21. 21. Step 4 – Change the Curves to Add three pointsbrighten the photo and make an S curve to lighten the Click +M lights and darken the darks.
  22. 22. Step 5 - SAVE YOUR WORK Save your color corrected photos in a file where you can find them. SAVE YOUR WORK
  23. 23. Open InDesign
  24. 24. Know your basic toolsSelection ToolText or Type ToolRectangle Frame Tool Magnifying Glass Fill and Stroke
  25. 25. Import your photos Rectangle Frame ToolUse the rectangle frame tool tomake a box for yourphotograph.Stay between the column lines!Hit + D to select yourphotograph. Then hit okay.Note: If the photo is larger thanthe box, not all of it willappear, if it’s too small it won’tfill the box (make it larger inPhotoshop).
  26. 26. Fit your photosTo fit your photo into the To fit your frame around theframe, go to OBJECT tab, select photo, go to OBJECTFITTING and select FIT tab, select FITTING andCONTENT PROPORTIONALLY select FIT FRAME TO CONTENT Note how the frame doesn’t fit precisely yet.
  27. 27. Import your photos Rectangle Frame ToolUse the rectangle frame tool tomake boxes for your text
  28. 28. Go to Google Docs Select the article you want with RFL marked beside it RFL means “ready for layout”
  29. 29. Go to Google Docs Hit + A to highlight all the text Hit + C to copy all the text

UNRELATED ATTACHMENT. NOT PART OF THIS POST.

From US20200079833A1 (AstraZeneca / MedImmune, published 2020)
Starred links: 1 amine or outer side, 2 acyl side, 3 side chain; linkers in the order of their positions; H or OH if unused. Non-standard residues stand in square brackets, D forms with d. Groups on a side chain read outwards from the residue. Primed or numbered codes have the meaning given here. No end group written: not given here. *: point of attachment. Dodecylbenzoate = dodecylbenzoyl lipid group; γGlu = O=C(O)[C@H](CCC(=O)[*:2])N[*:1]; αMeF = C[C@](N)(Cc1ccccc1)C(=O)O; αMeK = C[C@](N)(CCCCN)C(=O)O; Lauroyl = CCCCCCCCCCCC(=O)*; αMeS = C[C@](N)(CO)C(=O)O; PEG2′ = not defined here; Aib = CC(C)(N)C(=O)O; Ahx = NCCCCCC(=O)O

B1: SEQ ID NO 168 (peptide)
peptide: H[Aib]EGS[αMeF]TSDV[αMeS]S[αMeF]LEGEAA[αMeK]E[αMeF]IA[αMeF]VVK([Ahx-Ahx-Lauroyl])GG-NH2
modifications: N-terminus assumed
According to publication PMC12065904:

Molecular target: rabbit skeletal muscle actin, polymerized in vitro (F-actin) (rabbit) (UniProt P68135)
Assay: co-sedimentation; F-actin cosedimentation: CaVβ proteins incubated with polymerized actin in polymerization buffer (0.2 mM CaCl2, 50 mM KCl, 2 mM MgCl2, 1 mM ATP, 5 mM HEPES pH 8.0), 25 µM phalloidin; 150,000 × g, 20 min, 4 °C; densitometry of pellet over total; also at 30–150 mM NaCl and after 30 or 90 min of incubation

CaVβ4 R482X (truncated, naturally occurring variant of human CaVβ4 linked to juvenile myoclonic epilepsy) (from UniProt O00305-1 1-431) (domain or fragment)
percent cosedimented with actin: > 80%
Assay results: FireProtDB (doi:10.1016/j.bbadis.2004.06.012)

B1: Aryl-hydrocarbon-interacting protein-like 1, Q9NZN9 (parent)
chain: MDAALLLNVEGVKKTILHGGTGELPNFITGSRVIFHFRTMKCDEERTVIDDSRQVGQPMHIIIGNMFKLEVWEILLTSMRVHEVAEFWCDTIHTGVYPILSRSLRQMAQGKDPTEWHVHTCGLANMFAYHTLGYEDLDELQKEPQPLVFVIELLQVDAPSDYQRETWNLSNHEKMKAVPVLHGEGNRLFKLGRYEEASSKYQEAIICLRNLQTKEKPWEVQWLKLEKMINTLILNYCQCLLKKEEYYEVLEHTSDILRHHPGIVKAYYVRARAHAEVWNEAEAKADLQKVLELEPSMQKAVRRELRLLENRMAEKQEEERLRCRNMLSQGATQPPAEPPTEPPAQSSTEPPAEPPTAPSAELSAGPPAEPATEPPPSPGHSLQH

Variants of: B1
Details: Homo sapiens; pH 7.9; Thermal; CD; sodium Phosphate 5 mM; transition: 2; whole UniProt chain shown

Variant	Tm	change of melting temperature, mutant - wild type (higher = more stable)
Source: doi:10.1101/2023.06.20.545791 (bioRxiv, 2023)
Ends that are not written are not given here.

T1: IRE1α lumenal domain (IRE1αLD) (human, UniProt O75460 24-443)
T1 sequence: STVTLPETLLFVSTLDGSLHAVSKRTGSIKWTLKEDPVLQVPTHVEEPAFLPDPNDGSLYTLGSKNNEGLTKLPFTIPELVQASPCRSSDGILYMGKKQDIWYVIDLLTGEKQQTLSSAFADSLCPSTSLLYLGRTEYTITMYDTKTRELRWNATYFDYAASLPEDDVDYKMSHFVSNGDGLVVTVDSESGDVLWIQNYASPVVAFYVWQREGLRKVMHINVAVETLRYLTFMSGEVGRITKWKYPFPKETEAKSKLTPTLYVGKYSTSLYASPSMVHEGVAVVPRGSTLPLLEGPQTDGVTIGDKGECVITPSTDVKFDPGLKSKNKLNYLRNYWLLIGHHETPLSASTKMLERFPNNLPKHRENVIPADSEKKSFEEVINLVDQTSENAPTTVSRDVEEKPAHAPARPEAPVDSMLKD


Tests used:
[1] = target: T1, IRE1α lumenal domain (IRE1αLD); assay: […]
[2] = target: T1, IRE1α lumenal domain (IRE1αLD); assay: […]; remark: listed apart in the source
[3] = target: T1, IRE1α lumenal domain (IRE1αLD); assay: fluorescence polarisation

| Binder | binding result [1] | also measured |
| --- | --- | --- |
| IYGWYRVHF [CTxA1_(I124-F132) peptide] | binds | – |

30. 30. Paste in your text Text or Type ToolFirst, select yourtext tool thenplace the toolinside the box andclick once.Next, hit + P topaste the text youcopied fromGoogle docs.
  31. 31. Place the excess text Selection ToolUsing the selectiontool, hover over the tinyred box at the bottom ofyour text column until adot appears beside yourcursor.Click on the red box andthe excess text willattach to your cursor.Click inside the next boxto place the text there.Do this until the boxesare filled or you are outof text.
  32. 32. Change text to Utopia Std. 10 pt. Text or Type ToolFirst, select yourtext tool thenplace the toolinside the box andclick once.Next, hit + A tohighlight all thetext. In the fontbox make surethat your bodytext is in UtopiaStd. 10 pt font.
  33. 33. Import your photos Rectangle Frame ToolUse the rectangle frame tool tomake a box for your headlinethen write a headline. Thenswitch to the text tool and writethe headline of your choice.Standard headline fonts includeHelvetica Black (or bold)Myriad boldGotham MediumArial Narrow CE Bold
  34. 34. Writing good headlinesHeadlines should be accurate and instantly understandable. Every story must have a headline 5-10 words is optimum for most headlines Headlines get smaller as you move down the page. Smaller stories get smaller headlines. Don’t butt headlines. Writing headlines: avoid awkward wording, jargon, omitted verbs, bad splits. Write in the present tense.
  35. 35. Lather, rinse…repeatKeep adding and adjusting design elements until each page is full.Consult the News Designers Handbook for further layout ideas.
  36. 36. Adjust photos and text until everything fits on the page with no holes, jams or extra copy.
  37. 37. SAVE YOUR WORK Save your InDesign files and photos . SAVE YOUR WORK